Are you able to make an informed decision? What about a knowledgeable one? Over time, society has blurred the line between information and knowledge. While this is generally unimposing on the majority of the world, it is especially frustrating in the context of Information Systems. While information is the collection or aggregation of raw data, knowledge is the interpretation and use of that information in practice. Despite their differences, both are difficult to manage in today's world do to the largely unregulated Internet, diversity in organizations, and subjective interpretations.
Information is raw data - it's unprocessed, unfiltered, and often uninteresting. More specifically, information is often the collection or aggregation of raw data. It often answers questions that begin with "which", "what", or "where." Which company paid the highest dividend on stocks in 2010? Where is the most densely populated African American population in the United States? These are all examples of information. Information can be presented in a variety of fashions including spreadsheets, databases, books, articles, and even orally. Examples of information might include population data from the US census report, a grade book for a particular course, or even a receipt from a grocery store. While information is sometimes useful, it lacks the ability to generate meaningful conclusions on its own.
To draw a metaphor, imagine the construction of a typical pepperoni pizza. First the crust is constructed using water, flour, and sugar. Next, sauce and cheeses are added delicately onto the crust. Finally, the pepperonis are carefully placed on top of the cheese, and the pizza is put into the oven. Alone, the water, flour, sugar, sauce, cheese, and pepperoni are irrelevant. It's not until you have combined, molded, and meshed all the ingredients together that something meaningful and tangible is produced - in this case a pizza. Information and knowledge are similarly related – information is a collection of raw materials that, when combined and analyzed, produce knowledge.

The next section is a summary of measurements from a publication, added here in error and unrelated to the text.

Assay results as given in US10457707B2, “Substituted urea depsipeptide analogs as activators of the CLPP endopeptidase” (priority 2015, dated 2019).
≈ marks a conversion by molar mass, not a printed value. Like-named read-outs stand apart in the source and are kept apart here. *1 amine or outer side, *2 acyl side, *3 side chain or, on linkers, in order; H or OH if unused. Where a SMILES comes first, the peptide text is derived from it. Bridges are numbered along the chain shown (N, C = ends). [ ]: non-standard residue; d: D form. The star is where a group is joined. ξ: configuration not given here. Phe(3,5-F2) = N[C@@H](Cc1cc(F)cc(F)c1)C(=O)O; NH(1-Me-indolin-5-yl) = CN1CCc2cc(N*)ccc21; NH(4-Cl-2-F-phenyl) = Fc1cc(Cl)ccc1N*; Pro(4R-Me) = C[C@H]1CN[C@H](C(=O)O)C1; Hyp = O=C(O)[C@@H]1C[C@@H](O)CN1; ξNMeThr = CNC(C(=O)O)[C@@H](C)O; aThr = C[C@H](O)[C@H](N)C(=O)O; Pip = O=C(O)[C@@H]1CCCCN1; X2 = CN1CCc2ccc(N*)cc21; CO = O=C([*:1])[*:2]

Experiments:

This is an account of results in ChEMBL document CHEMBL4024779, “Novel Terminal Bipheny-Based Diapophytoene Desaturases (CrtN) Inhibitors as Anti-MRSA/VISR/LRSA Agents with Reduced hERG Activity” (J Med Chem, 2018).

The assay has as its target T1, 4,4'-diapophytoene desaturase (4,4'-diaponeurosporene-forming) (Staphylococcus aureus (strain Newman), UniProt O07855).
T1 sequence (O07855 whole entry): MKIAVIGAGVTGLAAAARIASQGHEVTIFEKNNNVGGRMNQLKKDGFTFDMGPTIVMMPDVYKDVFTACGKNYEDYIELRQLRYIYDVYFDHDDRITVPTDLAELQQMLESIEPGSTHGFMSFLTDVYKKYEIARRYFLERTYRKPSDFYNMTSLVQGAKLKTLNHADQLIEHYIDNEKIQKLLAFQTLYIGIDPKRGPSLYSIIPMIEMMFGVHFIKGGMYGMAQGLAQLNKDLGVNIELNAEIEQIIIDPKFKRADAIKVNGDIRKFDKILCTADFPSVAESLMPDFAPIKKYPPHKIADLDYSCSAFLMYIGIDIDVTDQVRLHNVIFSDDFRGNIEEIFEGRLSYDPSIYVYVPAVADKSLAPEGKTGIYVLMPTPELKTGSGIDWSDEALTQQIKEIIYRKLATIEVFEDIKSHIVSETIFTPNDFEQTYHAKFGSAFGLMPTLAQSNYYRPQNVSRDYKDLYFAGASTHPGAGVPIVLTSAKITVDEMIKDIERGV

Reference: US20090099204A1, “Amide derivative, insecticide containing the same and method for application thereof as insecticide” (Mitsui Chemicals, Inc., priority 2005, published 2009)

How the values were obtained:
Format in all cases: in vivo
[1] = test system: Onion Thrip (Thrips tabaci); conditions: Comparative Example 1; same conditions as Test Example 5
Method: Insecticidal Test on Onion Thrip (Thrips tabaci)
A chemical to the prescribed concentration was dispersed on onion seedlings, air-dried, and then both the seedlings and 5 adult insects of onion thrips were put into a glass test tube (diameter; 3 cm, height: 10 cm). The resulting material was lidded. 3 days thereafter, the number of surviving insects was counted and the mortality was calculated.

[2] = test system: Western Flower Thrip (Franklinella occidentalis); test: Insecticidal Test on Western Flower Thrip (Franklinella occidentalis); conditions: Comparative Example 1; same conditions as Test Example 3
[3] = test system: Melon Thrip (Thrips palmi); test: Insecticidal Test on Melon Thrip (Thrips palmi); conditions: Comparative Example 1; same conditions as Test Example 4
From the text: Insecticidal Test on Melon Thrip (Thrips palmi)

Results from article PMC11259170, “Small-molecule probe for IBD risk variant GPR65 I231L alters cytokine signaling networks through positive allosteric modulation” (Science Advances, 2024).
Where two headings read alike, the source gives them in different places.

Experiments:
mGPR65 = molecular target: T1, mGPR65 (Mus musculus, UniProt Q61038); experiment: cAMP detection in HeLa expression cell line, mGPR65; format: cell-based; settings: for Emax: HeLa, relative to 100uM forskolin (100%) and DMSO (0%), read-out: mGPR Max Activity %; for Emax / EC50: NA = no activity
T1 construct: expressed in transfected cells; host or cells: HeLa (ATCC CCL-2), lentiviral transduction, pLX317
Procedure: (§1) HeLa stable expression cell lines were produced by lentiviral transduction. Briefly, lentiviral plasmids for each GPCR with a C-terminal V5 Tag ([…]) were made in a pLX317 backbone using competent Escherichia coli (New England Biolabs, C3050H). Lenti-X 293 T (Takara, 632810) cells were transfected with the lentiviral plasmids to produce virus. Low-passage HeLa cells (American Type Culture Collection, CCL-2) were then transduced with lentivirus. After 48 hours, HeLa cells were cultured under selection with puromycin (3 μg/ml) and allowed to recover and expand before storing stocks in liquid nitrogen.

Drawing a parallel between our explanation of information, knowledge often answers questions that begin with "how" or "why."" How should I invest my money given the company that paid the highest dividends on stocks in 2011? Why is Georgia the most densely populated African American population in the United States? These are questions that could be answered with knowledge. While a company's weekly sales report is information, taking that information, analyzing and aggregating it, and deciding which production should be advertised next week is knowledge. Knowledge is conclusive and often requires a personal connection or reflection with the information at hand.
Information and knowledge are incredibly difficult to manage in today's society. With the construction of vast networks, including the Internet, millions of gigabytes of information are consumed every second across the world. Given that the Internet is relatively unregulated (especially in the United States), it's seemingly possible for anyone to post inaccurate or blatantly false information that is publicly accessible to anyone with an Internet connection. On the flip side, in an organization, it's often difficult to circulate important information to all employees in an effective manner. Knowledge is always difficult to manage because it's subjective, since knowledge is essentially the interpretation of information.
In conclusion, information and knowledge, although dependent on one another, are drastically different concepts. While information is the collection or aggregation of raw data, knowledge is the interpretation of that information in practice. However, it is clear to see that, despite their differences, both are difficult to regulate and manage in today's world.
Seth Vargo is an engineer at Google. Previously he worked at HashiCorp, Chef Software, CustomInk, and some Pittsburgh-based startups. He is the author of Learning Chef and is passionate about reducing inequality in technology. When he is not writing, working on open source, teaching, or speaking at conferences, Seth advises non-profits.